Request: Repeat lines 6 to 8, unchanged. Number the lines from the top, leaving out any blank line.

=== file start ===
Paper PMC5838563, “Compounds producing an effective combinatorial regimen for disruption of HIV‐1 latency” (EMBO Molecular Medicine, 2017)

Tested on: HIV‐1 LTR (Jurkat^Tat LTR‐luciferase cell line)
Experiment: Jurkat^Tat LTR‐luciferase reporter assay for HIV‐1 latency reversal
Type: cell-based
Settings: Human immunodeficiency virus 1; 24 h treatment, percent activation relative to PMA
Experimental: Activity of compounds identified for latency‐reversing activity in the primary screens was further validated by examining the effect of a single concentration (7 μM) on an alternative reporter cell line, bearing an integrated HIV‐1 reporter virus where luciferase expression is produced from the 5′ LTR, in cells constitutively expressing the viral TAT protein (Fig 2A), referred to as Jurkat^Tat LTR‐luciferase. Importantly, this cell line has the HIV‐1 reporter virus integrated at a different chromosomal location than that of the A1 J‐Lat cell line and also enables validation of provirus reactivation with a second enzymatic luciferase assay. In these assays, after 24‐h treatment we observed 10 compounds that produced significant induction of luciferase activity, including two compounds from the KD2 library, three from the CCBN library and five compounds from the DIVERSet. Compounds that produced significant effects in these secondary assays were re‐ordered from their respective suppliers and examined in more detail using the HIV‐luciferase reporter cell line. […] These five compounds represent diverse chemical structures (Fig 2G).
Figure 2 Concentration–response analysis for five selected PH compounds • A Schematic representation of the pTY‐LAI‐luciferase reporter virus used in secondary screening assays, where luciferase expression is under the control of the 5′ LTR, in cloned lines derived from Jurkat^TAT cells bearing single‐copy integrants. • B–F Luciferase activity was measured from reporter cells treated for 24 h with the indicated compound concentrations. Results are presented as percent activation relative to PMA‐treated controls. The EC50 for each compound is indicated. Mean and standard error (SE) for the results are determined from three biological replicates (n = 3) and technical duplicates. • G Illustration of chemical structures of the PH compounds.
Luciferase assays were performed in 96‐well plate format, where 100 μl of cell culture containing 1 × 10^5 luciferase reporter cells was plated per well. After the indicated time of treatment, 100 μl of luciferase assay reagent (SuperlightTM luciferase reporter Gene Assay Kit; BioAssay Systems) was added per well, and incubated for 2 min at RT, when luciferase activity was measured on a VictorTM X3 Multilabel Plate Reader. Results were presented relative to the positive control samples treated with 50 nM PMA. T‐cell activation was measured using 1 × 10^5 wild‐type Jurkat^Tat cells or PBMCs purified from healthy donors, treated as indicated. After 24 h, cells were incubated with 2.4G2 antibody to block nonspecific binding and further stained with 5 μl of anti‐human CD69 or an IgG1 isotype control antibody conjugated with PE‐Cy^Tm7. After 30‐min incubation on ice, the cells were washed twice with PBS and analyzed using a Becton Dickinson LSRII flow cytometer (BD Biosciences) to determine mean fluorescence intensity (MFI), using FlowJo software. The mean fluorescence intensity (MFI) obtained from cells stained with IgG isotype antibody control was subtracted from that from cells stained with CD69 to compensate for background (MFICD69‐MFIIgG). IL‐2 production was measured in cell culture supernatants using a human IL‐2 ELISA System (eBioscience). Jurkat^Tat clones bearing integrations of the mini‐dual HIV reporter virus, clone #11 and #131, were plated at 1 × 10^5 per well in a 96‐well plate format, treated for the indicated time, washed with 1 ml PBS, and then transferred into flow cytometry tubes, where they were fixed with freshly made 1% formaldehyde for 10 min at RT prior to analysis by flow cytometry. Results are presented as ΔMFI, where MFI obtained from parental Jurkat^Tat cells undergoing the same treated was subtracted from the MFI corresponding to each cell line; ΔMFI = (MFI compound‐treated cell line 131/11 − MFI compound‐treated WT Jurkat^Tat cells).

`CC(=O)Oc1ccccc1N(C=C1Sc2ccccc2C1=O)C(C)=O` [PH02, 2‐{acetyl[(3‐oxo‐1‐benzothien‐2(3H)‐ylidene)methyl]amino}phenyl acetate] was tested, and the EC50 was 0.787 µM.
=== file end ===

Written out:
Experimental: Activity of compounds identified for latency‐reversing activity in the primary screens was further validated by examining the effect of a single concentration (7 μM) on an alternative reporter cell line, bearing an integrated HIV‐1 reporter virus where luciferase expression is produced from the 5′ LTR, in cells constitutively expressing the viral TAT protein (Fig 2A), referred to as Jurkat^Tat LTR‐luciferase. Importantly, this cell line has the HIV‐1 reporter virus integrated at a different chromosomal location than that of the A1 J‐Lat cell line and also enables validation of provirus reactivation with a second enzymatic luciferase assay. In these assays, after 24‐h treatment we observed 10 compounds that produced significant induction of luciferase activity, including two compounds from the KD2 library, three from the CCBN library and five compounds from the DIVERSet. Compounds that produced significant effects in these secondary assays were re‐ordered from their respective suppliers and examined in more detail using the HIV‐luciferase reporter cell line. […] These five compounds represent diverse chemical structures (Fig 2G).
Figure 2 Concentration–response analysis for five selected PH compounds • A Schematic representation of the pTY‐LAI‐luciferase reporter virus used in secondary screening assays, where luciferase expression is under the control of the 5′ LTR, in cloned lines derived from Jurkat^TAT cells bearing single‐copy integrants. • B–F Luciferase activity was measured from reporter cells treated for 24 h with the indicated compound concentrations. Results are presented as percent activation relative to PMA‐treated controls. The EC50 for each compound is indicated. Mean and standard error (SE) for the results are determined from three biological replicates (n = 3) and technical duplicates. • G Illustration of chemical structures of the PH compounds.
Luciferase assays were performed in 96‐well plate format, where 100 μl of cell culture containing 1 × 10^5 luciferase reporter cells was plated per well. After the indicated time of treatment, 100 μl of luciferase assay reagent (SuperlightTM luciferase reporter Gene Assay Kit; BioAssay Systems) was added per well, and incubated for 2 min at RT, when luciferase activity was measured on a VictorTM X3 Multilabel Plate Reader. Results were presented relative to the positive control samples treated with 50 nM PMA. T‐cell activation was measured using 1 × 10^5 wild‐type Jurkat^Tat cells or PBMCs purified from healthy donors, treated as indicated. After 24 h, cells were incubated with 2.4G2 antibody to block nonspecific binding and further stained with 5 μl of anti‐human CD69 or an IgG1 isotype control antibody conjugated with PE‐Cy^Tm7. After 30‐min incubation on ice, the cells were washed twice with PBS and analyzed using a Becton Dickinson LSRII flow cytometer (BD Biosciences) to determine mean fluorescence intensity (MFI), using FlowJo software. The mean fluorescence intensity (MFI) obtained from cells stained with IgG isotype antibody control was subtracted from that from cells stained with CD69 to compensate for background (MFICD69‐MFIIgG). IL‐2 production was measured in cell culture supernatants using a human IL‐2 ELISA System (eBioscience). Jurkat^Tat clones bearing integrations of the mini‐dual HIV reporter virus, clone #11 and #131, were plated at 1 × 10^5 per well in a 96‐well plate format, treated for the indicated time, washed with 1 ml PBS, and then transferred into flow cytometry tubes, where they were fixed with freshly made 1% formaldehyde for 10 min at RT prior to analysis by flow cytometry. Results are presented as ΔMFI, where MFI obtained from parental Jurkat^Tat cells undergoing the same treated was subtracted from the MFI corresponding to each cell line; ΔMFI = (MFI compound‐treated cell line 131/11 − MFI compound‐treated WT Jurkat^Tat cells).